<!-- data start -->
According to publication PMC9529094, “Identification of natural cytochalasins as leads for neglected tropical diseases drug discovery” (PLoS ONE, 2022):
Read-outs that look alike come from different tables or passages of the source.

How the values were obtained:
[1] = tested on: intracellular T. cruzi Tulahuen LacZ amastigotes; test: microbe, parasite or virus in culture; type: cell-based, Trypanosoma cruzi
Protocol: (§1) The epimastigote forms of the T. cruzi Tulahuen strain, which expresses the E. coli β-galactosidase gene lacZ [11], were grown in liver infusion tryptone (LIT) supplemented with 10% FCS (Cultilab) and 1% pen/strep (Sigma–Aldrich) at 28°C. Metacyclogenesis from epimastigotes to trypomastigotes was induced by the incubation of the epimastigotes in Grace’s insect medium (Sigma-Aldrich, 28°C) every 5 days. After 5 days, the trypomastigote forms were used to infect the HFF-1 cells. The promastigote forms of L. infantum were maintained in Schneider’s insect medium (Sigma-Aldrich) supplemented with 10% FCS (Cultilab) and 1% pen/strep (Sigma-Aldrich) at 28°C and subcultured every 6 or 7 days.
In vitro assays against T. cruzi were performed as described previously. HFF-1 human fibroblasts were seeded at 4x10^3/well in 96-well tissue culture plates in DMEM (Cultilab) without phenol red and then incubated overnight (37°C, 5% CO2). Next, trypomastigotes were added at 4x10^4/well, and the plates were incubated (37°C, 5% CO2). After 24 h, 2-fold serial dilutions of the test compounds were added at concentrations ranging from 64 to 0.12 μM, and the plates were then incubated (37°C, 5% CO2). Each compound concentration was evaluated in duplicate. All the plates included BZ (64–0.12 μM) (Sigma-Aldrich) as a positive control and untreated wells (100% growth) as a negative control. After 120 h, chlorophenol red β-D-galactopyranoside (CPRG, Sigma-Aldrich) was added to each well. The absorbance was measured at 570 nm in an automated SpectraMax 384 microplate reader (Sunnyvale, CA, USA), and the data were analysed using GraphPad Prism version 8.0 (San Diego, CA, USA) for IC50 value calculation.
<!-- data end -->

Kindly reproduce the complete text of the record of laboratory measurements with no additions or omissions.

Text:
According to publication PMC9529094, “Identification of natural cytochalasins as leads for neglected tropical diseases drug discovery” (PLoS ONE, 2022):
Read-outs that look alike come from different tables or passages of the source.

How the values were obtained:
[1] = tested on: intracellular T. cruzi Tulahuen LacZ amastigotes; test: microbe, parasite or virus in culture; type: cell-based, Trypanosoma cruzi
Protocol: (§1) The epimastigote forms of the T. cruzi Tulahuen strain, which expresses the E. coli β-galactosidase gene lacZ [11], were grown in liver infusion tryptone (LIT) supplemented with 10% FCS (Cultilab) and 1% pen/strep (Sigma–Aldrich) at 28°C. Metacyclogenesis from epimastigotes to trypomastigotes was induced by the incubation of the epimastigotes in Grace’s insect medium (Sigma-Aldrich, 28°C) every 5 days. After 5 days, the trypomastigote forms were used to infect the HFF-1 cells. The promastigote forms of L. infantum were maintained in Schneider’s insect medium (Sigma-Aldrich) supplemented with 10% FCS (Cultilab) and 1% pen/strep (Sigma-Aldrich) at 28°C and subcultured every 6 or 7 days.
In vitro assays against T. cruzi were performed as described previously. HFF-1 human fibroblasts were seeded at 4x10^3/well in 96-well tissue culture plates in DMEM (Cultilab) without phenol red and then incubated overnight (37°C, 5% CO2). Next, trypomastigotes were added at 4x10^4/well, and the plates were incubated (37°C, 5% CO2). After 24 h, 2-fold serial dilutions of the test compounds were added at concentrations ranging from 64 to 0.12 μM, and the plates were then incubated (37°C, 5% CO2). Each compound concentration was evaluated in duplicate. All the plates included BZ (64–0.12 μM) (Sigma-Aldrich) as a positive control and untreated wells (100% growth) as a negative control. After 120 h, chlorophenol red β-D-galactopyranoside (CPRG, Sigma-Aldrich) was added to each well. The absorbance was measured at 570 nm in an automated SpectraMax 384 microplate reader (Sunnyvale, CA, USA), and the data were analysed using GraphPad Prism version 8.0 (San Diego, CA, USA) for IC50 value calculation.